Tuning Out Sorrow
Deep–brain stimulation offers hope for depression
Some people with depression have tried everything—behavioral therapy, antidepressants, sleep deprivation, electroconvulsive therapy—to no avail.
Now deep–brain stimulation is showing promise for people whose condition is refractory. The therapy, already used in some Parkinson’s patients to control tremors, involves implanting electrodes in a region of the brain found to be active during sadness–induction studies.
Darin Dougherty, an HMS associate professor of psychiatry at Massachusetts General Hospital, was principal investigator of a study of five of the world’s first fifteen implantations ever attempted to control depression. The procedure, initial studies of which began at Mass General in 2003, involves the surgical insertion of electrodes into the brain’s ventral capsule/ventral striatum. After implantation, the physician must tune the electrical stimulation for each patient, after which the device can stimulate the patient’s brain continually, even indefinitely. If the device fails, as can happen when the person walks through a theft detector or airport screening device, the depressive symptoms quickly return.
In a follow–up study published by Dougherty and others in a 2009 issue of Biological Psychiatry, patients showed response rates of 40 percent after six months and 53 percent after one to four years; those responding showed significant improvement. For a patient to consider such an invasive treatment, their symptoms must be grave. “The degree of illness really highlights the robustness of the treatment,” says Dougherty.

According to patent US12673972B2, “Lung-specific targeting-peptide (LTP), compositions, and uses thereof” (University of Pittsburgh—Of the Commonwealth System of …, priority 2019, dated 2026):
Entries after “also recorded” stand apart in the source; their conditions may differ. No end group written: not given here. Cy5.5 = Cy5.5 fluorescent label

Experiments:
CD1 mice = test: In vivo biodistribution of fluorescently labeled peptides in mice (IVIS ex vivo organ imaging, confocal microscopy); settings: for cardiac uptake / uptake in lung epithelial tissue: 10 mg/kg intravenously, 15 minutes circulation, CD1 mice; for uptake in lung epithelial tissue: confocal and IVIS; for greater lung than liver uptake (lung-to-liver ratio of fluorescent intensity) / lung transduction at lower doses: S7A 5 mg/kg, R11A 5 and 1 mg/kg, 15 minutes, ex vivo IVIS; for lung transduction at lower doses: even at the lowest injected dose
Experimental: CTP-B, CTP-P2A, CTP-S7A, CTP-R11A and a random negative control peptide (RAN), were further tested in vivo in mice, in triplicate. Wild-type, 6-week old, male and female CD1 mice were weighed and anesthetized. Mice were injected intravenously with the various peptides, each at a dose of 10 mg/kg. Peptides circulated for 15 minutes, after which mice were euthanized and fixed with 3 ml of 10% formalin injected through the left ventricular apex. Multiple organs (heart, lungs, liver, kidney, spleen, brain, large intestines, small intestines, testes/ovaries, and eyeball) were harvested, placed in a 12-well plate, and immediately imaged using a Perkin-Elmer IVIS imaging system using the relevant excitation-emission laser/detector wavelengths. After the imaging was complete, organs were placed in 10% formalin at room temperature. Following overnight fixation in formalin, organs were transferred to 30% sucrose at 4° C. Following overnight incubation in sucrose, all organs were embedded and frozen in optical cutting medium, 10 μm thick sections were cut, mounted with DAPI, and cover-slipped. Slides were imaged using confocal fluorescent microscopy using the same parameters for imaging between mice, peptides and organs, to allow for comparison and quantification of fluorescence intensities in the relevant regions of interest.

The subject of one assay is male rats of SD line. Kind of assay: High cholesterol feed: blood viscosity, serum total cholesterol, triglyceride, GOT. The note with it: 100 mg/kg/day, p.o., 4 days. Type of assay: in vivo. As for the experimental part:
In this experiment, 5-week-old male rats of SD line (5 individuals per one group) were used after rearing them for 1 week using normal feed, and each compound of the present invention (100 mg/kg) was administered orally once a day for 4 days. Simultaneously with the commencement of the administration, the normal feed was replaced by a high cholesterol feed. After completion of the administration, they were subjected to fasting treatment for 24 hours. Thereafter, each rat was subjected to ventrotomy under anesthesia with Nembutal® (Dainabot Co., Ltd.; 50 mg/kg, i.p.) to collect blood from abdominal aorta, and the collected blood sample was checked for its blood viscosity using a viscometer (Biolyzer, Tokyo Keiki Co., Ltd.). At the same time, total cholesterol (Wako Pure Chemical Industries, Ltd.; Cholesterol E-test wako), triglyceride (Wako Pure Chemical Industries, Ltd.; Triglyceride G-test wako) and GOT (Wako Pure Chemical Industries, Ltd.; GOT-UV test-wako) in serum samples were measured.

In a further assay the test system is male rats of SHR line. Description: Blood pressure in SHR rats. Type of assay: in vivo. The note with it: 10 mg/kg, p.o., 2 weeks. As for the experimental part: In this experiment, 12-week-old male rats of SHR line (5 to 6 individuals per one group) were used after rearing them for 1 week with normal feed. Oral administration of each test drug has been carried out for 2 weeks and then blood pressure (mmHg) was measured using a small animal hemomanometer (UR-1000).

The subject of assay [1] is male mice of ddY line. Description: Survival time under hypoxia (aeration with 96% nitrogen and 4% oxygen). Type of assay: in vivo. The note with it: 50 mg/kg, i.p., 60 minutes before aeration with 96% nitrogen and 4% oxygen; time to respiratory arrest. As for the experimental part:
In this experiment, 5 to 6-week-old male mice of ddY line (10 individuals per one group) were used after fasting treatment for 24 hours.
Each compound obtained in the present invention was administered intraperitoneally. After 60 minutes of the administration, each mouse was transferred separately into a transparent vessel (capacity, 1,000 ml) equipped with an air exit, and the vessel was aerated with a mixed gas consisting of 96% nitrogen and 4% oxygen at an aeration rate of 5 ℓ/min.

A large–scale clinical trial of the technique is now under way, involving more than 200 patients at 20 different sites. Dougherty is hopeful that an interim review of early results by the U.S. Food and Drug Administration will be one more step toward approval of this experimental treatment.
Adults lose their reactivity to sad faces
Is sadness a survival emotion? In 2004, William Killgore, an HMS assistant professor of psychology at McLean Hospital, investigated whether the perception of sadness might be governed by the same unconscious processing as fear or anger. “Our findings indicate that while other emotions have primitive survival value,” Killgore says, “sadness appears to be more of a social emotion.”
Killgore arrived at this conclusion after investigating whether the subliminal suggestion of sadness triggers activity in the brain’s amygdala, a region linked with unconscious, survival–related responses, such as the startle reflex and the fight–or–flight response. In this study, Killgore showed adult participants faces wearing sad expressions. Each sorrowful visage appeared for 20 milliseconds before Killgore masked it with one whose expression was neutral. While viewing the sad faces, participants had no conscious awareness of them, Killgore found. Unlike angry, frightened, and happy expressions, which in earlier research had all produced spikes in amygdala activity, the subliminal sad expressions elicited no such response.
In 2007 Killgore repeated his study with adolescents. These participants showed an unconscious response in the amygdala to sad expressions, suggesting, Killgore says, that young brains may not be ready to distinguish some social emotions from threats. It may be that we learn as we mature to distinguish social cues from primitive survival responses or that we learn to distinguish aroused happy, angry, and frightened faces from subdued, sad ones. Or, Killgore adds, it could be both. He recently found that the amygdala responds in the same way to both happy and frightened expressions, lending support to the arousal hypothesis.
The difference between adults and adolescents does suggest, however, that in youth, “the amygdala is still responsive to a broad range of emotional stimuli,” says Killgore. “In adults, the prefrontal region puts the brakes on to better modulate or control responses to social emotions.”
Researchers hope to be able to predict the success of antidepressants